Franklin’s nephew and fellow jockey, Walter Cullum, confirmed his death.
Franklin was just 19 when he rode Spectacular Bid to glory in the Triple Crown series. Trainer Grover “Bud” Delp looked past the young rider’s lack of experience, trusting his knowing hands and innate feel for horses.
“Horses just ran for Ronnie,” said the late Delp’s son, Gerald. “He just had that God-given ability.”
He recalled Franklin’s early work with a tempestuous filly named Pioneer Patty. “No one could get on her in the morning,” Delp said. “But then Ronnie came along and they just loved each other. They won seven races in a row.”
Franklin was a 16-year-old dropout from Patapsco High when he showed up at the track seeking work in 1976. “He seemed a nice little feller, though he’d never touched a horse,” Bud Delp recalled in a 2004 interview.
Franklin moved in with the Delp family and became like a third son to the great Maryland trainer.
“Oh, we had a lot of fun,” Gerald Delp said. “He was a little guy, but he thought he was as big as Muhammad Ali. I remember we were in a bar in New Orleans one time and he got into it with a guy who was about 6-foot-6. Ronnie was a guy you wanted to have in your corner.”
Bud Delp sent Franklin to the Middleburg (Va.) Training Center for seasoning. There, the rider developed a rapport with the young Spectacular Bid, a colt of modest lineage.
“They learned together,” Cullum said of horse and rider.
Spectacular Bid wasted no time establishing his greatness, winning seven of nine races on his way to being named the nation’s champion 2-year-old. He was even better the next year, winning the Derby as a 3-5 favorite and then taking the Preakness by a commanding 5½ lengths. At that point, it was not impossible to find handicappers who believed he was greater than Secretariat, Seattle Slew and Affirmed — the brilliant parade of Triple Crown winners from the 1970s.
But Spectacular Bid’s quest to join them faltered in the Belmont Stakes, where he faded in the stretch to finish third. He famously stepped on a safety pin in his stall before the race, a story some have questioned over the years but that Gerald Delp said was absolutely true.
Regardless, Franklin took Spectacular Bid out at a “suicidal pace” in the 1 1/2-mile race, chasing a quick-starting long shot.
“Ronnie certainly didn’t run a wise race,” Gerald Delp said. “But he was under so much stress and pressure. I just think Ronnie wanted it all over with.”
Franklin blamed himself. “I rushed Bid out of the gate that day,” he recalled in 2004. “I didn’t give him a chance.”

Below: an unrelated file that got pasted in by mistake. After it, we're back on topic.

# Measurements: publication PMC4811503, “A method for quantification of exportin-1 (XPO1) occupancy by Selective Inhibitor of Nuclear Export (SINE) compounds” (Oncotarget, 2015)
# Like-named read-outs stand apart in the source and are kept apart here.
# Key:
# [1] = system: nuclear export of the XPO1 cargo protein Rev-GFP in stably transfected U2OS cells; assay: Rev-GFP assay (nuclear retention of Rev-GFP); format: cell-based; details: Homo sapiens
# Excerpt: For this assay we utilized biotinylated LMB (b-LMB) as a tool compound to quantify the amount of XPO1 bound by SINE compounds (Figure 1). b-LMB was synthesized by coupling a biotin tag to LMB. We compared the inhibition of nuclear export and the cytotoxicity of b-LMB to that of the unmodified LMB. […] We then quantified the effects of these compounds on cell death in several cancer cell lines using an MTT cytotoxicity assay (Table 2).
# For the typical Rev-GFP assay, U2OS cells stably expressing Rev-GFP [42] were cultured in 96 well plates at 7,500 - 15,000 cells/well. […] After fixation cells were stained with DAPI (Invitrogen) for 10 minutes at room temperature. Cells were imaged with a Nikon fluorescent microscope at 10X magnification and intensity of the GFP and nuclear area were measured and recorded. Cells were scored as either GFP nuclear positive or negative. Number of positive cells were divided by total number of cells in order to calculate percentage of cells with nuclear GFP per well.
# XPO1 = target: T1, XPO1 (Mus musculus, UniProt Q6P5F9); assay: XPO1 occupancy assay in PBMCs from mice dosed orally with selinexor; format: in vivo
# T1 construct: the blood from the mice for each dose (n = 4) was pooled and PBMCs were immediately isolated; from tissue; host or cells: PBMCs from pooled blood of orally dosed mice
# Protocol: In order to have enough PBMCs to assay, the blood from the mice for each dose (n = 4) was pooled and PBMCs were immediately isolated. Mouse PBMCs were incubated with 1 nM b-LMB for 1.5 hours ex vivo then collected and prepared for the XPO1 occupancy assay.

Bud Delp was also not satisfied with Franklin’s ride and just like that, the jockey’s time aboard the Hall of Fame horse was over. He found it difficult to watch as Spectacular Bid evolved into a more dominant horse at age 4 than he had been at age 3, with Bill Shoemaker aboard.
“He had to accept it, because time moved on,” Cullum said of Franklin losing his greatest mount. “But he never let go of it.”
In the years that followed, Franklin began a long battle with substance abuse, a problem he said was driven in part by his desire to escape the stress and shame from the Belmont performance.
“He was a very nice young kid, a natural rider. If he had kept his head on, he could have been a great, great jockey,” said Tom Meyerhoff, whose late father, Harry, owned Spectacular Bid. “But there was too much limelight, too quickly, though no one could have anticipated that. It was a lot for him to handle; he wasn’t prepared for all of the press.”
Gerald Delp said Franklin got over the Belmont loss in later years.
“He loved horses. He loved people. He loved life,” Delp said. “Like all of us, he had his demons, and for him, it was drug addiction.”
Despite his struggles, Franklin won more than 1,400 races and more than $14 million in prize money over a 15-year career. As recently as a decade ago, he talked of returning to the sport, though he was repeatedly denied licenses from state commissions because of his drug problems. He continued galloping horses in California until he was diagnosed with cancer.
“I don’t think he ever gave up on that,” Cullum said of his uncle’s hope to ride again. “He always wanted to come back. He was most comfortable in life being around the horses.”
Franklin said as much in 2004, lamenting: “I really miss the horses, especially in the spring. That’s the worst.”
Cullum said Franklin moved back to Baltimore to receive treatment after he was diagnosed with cancer about a year ago. He said his uncle was drug-free in recent years and that they enjoyed crabbing trips together through 2017.
“Aside from a few regrets, he lived the life he wanted to live,” he said.
Franklin is survived by his mother, Marian; his brother, Tony Franklin; and his four sisters, Sharon Wallace, Carolyn Franklin, Barbara Kaminkow and Nancy Fram. The family is planning a private service.
Baltimore Sun reporter Mike Klingaman contributed to this article.